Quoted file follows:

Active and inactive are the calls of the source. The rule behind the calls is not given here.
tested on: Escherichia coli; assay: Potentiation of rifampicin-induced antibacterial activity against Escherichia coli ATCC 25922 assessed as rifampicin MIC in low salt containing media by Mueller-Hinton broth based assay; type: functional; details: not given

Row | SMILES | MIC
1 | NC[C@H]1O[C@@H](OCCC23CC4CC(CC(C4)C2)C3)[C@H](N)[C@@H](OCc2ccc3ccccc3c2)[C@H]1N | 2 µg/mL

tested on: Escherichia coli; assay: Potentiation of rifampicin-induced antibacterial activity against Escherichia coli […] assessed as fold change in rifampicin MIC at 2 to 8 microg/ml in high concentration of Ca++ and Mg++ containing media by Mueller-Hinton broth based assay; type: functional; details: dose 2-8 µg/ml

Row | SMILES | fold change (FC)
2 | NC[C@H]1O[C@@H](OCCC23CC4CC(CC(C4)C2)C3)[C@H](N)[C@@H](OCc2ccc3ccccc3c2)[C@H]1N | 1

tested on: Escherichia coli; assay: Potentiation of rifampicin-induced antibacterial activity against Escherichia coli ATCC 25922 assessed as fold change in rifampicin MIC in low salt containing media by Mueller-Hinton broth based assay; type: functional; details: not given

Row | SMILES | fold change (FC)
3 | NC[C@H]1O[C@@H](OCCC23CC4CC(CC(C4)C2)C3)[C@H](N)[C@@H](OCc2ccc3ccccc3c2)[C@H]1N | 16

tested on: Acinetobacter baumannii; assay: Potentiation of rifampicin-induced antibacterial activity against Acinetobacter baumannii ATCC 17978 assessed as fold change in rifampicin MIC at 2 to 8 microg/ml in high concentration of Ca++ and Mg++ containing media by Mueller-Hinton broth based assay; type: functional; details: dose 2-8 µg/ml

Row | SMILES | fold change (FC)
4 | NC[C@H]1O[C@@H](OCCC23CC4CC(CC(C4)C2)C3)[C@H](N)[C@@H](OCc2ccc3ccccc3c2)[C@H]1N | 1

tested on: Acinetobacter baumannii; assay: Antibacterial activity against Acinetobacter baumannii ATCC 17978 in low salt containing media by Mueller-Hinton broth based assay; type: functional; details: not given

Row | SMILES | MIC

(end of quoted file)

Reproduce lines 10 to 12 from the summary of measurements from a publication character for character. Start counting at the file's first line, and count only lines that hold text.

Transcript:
3 | NC[C@H]1O[C@@H](OCCC23CC4CC(CC(C4)C2)C3)[C@H](N)[C@@H](OCc2ccc3ccccc3c2)[C@H]1N | 16

tested on: Acinetobacter baumannii; assay: Potentiation of rifampicin-induced antibacterial activity against Acinetobacter baumannii ATCC 17978 assessed as fold change in rifampicin MIC at 2 to 8 microg/ml in high concentration of Ca++ and Mg++ containing media by Mueller-Hinton broth based assay; type: functional; details: dose 2-8 µg/ml

Row | SMILES | fold change (FC)